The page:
October is the month when Young Animal, DC’s insane new imprint headed by Gerard Way, is in full swing. Doom Patrol will have its second issue and two more series join it. One of them is Cave Carson Has a Cybernetic Eye, written by John Rivera and Way himself, and drawn by Powers’s Michael Avon Oeming. But it’s this title that sounds the most promising: written by Cecil Castellucci, drawn by Marley Zarcone (Effigy) and reimagining the classic DC and Vertigo title Shade the Changing Man, Changing Girl tells the story of a bored alien girl using a "madness coat" to inhabit a dying Earth girl’s body. And then things get messier.

It’ll be out on October 5.

6. From Cowboy to Punisher

The Vigilante: Southland #1 – Greg Phillips, Elena Casagrande (DC)

Vigilante is one of the oldest characters DC has rights to. Originally an Old West gunslinger, he’s reimagined in this comic as a Black man taking to the streets to avenge his girlfriend Dorrie, thereby  uncovering the conspiracy that killed her. So on one hand, we have a new Black character, written by a Black novelist—but the only way they thought of to motivate him is to kill his more socially- and politically-active girlfriend. Dammit.

The first issue of this miniseries will be out on October 26.

5. Everything Ends

Shutter #23 – Joe Keatinge, Leila del Duca (Image)

Shutter never got the reception some of its Image peers have, but it got enough to continue to its natural end. Because that's what this is: the start of the final, extended story arc, "So Far Beyond." The issue promises to provide an answer to every question raised during the comic’s run. I for one can’t wait—even though it entails the end of one of my favorite series.

The issue is set to be released on October 12.

4. A.K.A. The B Is Back

Jessica Jones #1 – Brian Michael Bendis, Michael Gaydos (Marvel)

I’ll be honest, I haven’t finished reading Jessica Jones’s debut series Alias. Plotwise I like what it did—showing the mundane and a touch more real side of the Marvel universe, and being probably the only good MAX imprint title. I just have a hard time tolerating Bendis’s dialogue style (Scarlet being the notable exception), and I’m not a fan of his pacing. But it’s a critically-accomplished title, and after the great and popular Netflix series put the character in the spotlight, it’s only natural the publisher would take advantage of it. Though I honestly doubt it will be as enjoyable and delightful as Jessica Jones’s recent cameos in Kate Leth and Brittney Williams’s Patsy Walker, A.K.A. Hellcat!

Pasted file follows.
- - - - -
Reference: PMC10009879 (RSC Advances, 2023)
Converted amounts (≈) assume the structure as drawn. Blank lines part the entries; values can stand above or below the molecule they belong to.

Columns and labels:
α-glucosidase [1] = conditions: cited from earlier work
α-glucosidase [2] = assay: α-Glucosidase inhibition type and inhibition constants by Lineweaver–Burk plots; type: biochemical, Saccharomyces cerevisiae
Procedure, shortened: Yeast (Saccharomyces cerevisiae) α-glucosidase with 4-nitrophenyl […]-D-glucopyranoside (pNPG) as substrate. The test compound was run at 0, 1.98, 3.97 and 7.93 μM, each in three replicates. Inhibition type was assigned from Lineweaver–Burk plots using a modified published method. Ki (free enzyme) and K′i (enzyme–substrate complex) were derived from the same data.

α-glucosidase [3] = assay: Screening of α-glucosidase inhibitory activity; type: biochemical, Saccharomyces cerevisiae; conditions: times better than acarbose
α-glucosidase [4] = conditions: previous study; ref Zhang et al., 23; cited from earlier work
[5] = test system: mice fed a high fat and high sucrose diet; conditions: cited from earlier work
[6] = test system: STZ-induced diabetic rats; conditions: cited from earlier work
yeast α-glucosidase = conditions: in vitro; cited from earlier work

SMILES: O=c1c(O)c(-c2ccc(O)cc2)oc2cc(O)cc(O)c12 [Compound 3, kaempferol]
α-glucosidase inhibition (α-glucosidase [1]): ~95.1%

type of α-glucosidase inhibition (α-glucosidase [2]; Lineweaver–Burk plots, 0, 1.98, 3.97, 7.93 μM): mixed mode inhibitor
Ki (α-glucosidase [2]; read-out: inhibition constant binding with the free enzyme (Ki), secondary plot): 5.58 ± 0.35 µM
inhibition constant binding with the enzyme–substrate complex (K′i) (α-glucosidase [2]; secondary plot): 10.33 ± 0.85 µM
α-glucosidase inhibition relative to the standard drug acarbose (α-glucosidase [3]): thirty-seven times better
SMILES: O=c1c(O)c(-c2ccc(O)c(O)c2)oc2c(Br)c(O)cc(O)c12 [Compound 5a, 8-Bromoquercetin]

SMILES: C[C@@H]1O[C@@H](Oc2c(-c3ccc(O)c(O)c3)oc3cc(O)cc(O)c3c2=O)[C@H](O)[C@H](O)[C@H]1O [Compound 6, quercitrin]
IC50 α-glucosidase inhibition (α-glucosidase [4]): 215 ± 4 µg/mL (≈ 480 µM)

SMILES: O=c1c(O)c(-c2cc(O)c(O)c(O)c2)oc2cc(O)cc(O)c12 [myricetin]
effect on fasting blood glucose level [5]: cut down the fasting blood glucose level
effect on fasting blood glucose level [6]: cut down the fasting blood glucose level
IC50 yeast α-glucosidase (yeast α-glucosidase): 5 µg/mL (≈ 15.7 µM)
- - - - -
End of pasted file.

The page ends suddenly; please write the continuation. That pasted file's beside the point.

3. *Insert Your Own Queen Song Reference*

Champions – Mark Waid, Humberto Ramos (Marvel)

Mark Waid’s All-New, All-Different Avengers is—controversial? It’s not horrendous or offensive, it’s just... there. It doesn’t feel like the series had any major concept beyond "make an Avengers team we can call the official Avengers”. It doesn’t help that Waid—who is a creator of many popular DC runs (especially The Flash) and the recently rebooted Archie (plus he knocks it out of the park with Chris Samnee on Black Widow)—just seems to be going through the motions.

Well, if it’s a central idea he lacked, Champions has a good one—the younger members of the ANAD Avengers (Ms Marvel, Miles Morales and Nova) are dissatisfied with the adult superheroes (and after Civil War II, I ain’t blaming them) and strike out on their own to actually do some good in the world. Joined by the new, totally awesome Hulk Amadeus Cho (angry after the death of his hero, Bruce Banner), the teenage Cyclops from the past and the Vision’s daughter Viv (presumably influenced by whatever happens in The Vision’s finale), they want to change the world. Here’s hoping, kids.

2. Sweet Christmas

Cage! #1 – Genndy Tartakovsky (Marvel)

It’s not every day you get an animation star to create a comic for you. And if it’s the creator of Dexter’s Laboratory and Samurai Jack (and, admittedly, the director of the Hotel Transylvania movies)—well, you just can’t say no. Sadly the downside is that said star’s work-schedule might get in the way of actually releasing the comic. But after 9 years, the satirical series about one of Marvel’s biggest black superheroes will finally be out.

1. Long Live the King

The Vision #12 – Tom King, Gabriel Hernandez Walta (Marvel)

This is it—one of the best and most critically acclaimed comics released during the ANAD Marvel relaunch is coming to an end. This is also (for the foreseeable future) the last comic King will write for Marvel since signing an exclusivity contract with DC. This is—well, I don’t really have words. Let’s hope the big finale is as grand as the entire series thus far.

Dominik Zine is a nerdy lad from northeastern Poland and is generally found in a comfy chair with a book in hand.